The peculiarities of the landscape and the bountiful Almerían climate have made this province the perfect place to locate a substantial film industry, and the region has played host to some of the most famous stars of the screen.
Its untouched beaches in the east with their emerging nudist complexes and the larger tourist centres in the west offer a quality destination for the more demanding traveller. Its exceptional coastline borders the Cabo de Gata-Níjar Nature Reserve, with long sandy beaches and secluded coves bathed by the warm waters of the Mediterranean. The traditional festivities of the Moors and the Christians will transform your trip to Almería into a wonderful adventure.
In the southeast of the Iberian Peninsula, on the shores of the Mediterranean.
It has a coastline with 200 Km. of beaches, stretching from Pulpí in the east to Adra in the west. It descends from the Sierra de Gádor mountains until it joins the Mediterranean sea in some exceptionally beautifulbeaches.
Almería, thanks to its strategic situation on the Mediterranean, has been home to different civilisations throughout its history. Significant traces of their presence can be seen in the archaeological remains scattered all over the province.
There is evidence of a very special prehistoric culture in Los Millares and el Argar. Phoenicians, Carthaginians and Greeks exploited its mines and traded up and down its coast. The Romans, who settled here in the 3rd century B.C., transformed it into “Porto Magnus” on the Mediterranean and dominated the area until the later arrival of the Visigoths in the 7th century. The Arabs created the current capital in the 10th century, and from here they ruled over one of the most important taifas (kingdoms) in Muslim Spain. The Arab influence was the most significant, as they remained in Spain for almost eight centuries. There are several monuments which bear witness to the fertile history of this land. The castles and fortresses provide an exceptional historic testimony for understanding the societies of the past.
Long exposed to border conflicts and the need to defend itself, the province of Almería has a large number and variety of castles which comprise a heritage known to few. The mining industry brought about an economic recovery in the 19th century.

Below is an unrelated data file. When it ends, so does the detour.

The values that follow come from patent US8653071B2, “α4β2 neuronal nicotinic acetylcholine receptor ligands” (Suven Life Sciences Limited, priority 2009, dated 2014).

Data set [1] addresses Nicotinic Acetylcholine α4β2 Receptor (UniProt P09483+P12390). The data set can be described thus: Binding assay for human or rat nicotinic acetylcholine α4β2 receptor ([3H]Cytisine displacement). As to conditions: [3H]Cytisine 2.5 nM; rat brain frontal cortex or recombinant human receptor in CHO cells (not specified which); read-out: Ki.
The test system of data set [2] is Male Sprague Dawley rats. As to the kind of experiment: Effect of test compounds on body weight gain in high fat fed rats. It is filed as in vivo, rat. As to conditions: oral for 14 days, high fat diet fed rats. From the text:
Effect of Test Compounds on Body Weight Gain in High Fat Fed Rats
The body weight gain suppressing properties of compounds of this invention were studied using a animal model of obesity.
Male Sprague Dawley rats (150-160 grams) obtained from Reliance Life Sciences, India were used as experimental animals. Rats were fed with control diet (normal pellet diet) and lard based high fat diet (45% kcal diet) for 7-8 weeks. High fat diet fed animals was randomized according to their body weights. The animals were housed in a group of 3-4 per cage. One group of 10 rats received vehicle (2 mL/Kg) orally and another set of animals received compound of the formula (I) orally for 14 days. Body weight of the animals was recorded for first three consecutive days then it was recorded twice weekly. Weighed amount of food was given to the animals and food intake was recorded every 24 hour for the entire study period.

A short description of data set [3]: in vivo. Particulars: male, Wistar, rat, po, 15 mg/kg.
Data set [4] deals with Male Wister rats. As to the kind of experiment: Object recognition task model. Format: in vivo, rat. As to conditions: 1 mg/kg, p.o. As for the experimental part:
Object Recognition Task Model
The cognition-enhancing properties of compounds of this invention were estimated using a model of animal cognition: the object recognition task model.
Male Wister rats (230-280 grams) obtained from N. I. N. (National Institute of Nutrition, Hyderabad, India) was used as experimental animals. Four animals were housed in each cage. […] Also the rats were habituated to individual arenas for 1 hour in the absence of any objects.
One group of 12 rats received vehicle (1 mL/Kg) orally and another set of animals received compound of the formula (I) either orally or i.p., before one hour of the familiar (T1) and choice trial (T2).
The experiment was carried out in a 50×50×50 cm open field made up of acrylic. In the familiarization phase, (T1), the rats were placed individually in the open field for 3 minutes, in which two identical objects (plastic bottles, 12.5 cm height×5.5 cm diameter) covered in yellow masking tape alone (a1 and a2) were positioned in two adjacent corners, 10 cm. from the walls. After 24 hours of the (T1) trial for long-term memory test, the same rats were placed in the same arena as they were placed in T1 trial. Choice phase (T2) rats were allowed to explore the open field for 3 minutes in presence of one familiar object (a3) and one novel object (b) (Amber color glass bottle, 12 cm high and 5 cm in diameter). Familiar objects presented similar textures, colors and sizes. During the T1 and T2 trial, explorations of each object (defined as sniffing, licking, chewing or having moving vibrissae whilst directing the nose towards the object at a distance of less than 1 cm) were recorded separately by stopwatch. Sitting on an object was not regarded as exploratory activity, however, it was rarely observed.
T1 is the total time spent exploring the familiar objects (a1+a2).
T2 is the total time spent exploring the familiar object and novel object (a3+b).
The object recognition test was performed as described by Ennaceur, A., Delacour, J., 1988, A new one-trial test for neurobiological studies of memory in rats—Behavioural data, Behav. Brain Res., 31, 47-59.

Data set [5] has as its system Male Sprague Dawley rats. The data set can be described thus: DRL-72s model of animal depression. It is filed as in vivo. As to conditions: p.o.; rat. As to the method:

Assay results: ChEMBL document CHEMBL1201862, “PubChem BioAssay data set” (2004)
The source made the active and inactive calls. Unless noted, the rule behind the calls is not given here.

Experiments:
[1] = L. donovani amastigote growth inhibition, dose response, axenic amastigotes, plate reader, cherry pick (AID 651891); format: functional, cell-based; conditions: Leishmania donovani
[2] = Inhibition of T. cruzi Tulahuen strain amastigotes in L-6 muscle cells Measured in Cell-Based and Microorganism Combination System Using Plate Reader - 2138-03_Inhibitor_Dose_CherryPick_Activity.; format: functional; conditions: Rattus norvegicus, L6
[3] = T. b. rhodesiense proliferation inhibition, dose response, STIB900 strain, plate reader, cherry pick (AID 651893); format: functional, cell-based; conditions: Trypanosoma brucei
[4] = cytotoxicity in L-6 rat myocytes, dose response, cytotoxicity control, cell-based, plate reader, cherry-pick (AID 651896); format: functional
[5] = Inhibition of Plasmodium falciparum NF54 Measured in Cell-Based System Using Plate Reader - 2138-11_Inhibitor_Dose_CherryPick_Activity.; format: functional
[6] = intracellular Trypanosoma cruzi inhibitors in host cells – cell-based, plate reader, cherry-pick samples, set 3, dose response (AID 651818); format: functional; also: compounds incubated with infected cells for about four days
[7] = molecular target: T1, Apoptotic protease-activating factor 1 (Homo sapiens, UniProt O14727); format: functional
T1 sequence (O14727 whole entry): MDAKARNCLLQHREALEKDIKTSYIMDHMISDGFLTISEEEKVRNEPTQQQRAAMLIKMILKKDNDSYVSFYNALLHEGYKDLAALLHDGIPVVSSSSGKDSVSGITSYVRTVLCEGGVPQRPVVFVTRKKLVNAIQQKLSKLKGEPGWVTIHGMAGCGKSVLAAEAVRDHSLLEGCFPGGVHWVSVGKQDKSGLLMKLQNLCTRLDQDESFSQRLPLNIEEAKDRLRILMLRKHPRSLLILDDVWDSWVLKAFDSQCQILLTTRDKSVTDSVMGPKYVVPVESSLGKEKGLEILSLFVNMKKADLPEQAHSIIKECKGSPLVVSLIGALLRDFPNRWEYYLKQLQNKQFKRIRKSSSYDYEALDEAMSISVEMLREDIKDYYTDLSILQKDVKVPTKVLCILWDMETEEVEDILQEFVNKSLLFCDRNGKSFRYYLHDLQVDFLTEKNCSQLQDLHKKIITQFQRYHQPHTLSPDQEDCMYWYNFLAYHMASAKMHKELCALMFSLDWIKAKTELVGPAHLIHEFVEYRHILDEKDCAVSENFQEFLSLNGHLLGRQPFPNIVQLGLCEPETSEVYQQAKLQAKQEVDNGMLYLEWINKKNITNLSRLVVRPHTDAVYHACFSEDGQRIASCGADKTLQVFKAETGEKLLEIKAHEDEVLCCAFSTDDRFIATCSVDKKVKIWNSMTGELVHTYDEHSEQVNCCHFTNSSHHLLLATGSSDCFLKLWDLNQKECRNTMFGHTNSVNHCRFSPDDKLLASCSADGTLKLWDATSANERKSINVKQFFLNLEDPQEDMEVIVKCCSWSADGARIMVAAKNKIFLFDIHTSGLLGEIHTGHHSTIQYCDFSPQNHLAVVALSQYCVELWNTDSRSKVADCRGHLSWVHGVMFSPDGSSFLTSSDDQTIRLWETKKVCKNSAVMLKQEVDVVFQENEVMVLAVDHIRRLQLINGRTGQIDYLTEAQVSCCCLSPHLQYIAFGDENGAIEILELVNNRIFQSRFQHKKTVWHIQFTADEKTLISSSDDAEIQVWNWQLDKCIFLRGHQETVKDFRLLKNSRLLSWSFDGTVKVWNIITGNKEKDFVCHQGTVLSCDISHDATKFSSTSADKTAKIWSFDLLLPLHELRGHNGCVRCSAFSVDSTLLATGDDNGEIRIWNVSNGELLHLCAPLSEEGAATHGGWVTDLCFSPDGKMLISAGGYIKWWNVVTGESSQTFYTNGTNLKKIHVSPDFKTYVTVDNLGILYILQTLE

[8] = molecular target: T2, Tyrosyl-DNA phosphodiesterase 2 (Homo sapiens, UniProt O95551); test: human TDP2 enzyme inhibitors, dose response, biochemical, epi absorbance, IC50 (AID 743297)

The sea and the desert coexist alongside the most fertile and productive agricultural lands on the continent. Arid terrain, where survival becomes a permanent challenge, and saltwater lakes which are home to a variety of animal and plant species, unique on our planet… this is what awaits visitors to this province, which is blessed with a subtropical Mediterranean climate, warm and dry.
The Sierra María-Los Vélez Nature Reserves with their castle, their caves and their rich fauna, and the Cabo de Gata-Níjar Nature Reserve, with its deserted beaches, wild cliffs and transparent sea beds, bring alive a landscape which offers the traveller the magic of snow, the Mediterranean forest, the desert and the sea.
The gastronomy of the province of Almería is varied and natural, and ever since ancient times has featured a combination of first-rate produce from land and sea. A certain traditional isolation has given rise to a cuisine with a big personality, which retains the most ancient essences of the past influences which can still be felt today.
Peppers and their derivative, ground red pepper, are the mainstays of this cuisine which has been handed down to the present, and is still served today in numerous houses and in some of the region’s restaurants.
Perhaps this is the most beautiful village in the province, perhaps the most exotic, perhaps the village that has best preserved its Moorish physiognomy, perhaps….
No more “perhapses’, what is true is that Mojacar, a village situated on the eastern coast of Almería, is a beautiful village which in many details of its architecture appears to come from another time and another culture. It possesses numerous charms and tourist attractions such as the landscape and its beaches and is well worth a visit.
CALIPSO / SAN JUAN DE LOS TERREROS
San Juan de los Terreros is a coastal village that belongs to the municipality of Pulpí. It is known for its magnificent beaches, the last ones in Andalusia because the next village north is Águilas – the first town on the coast belonging to the region of Murcia.
Opposite the coast in San Juan de los Terreros there are two small volcanic islets – the Terreros Island-Black Island Natural Monument.
The most characteristic monument in the town is San Juan de los Terreros Castle, built in 1764 on a promontory that overlooks a lot of the coastline of Almería and Murcia.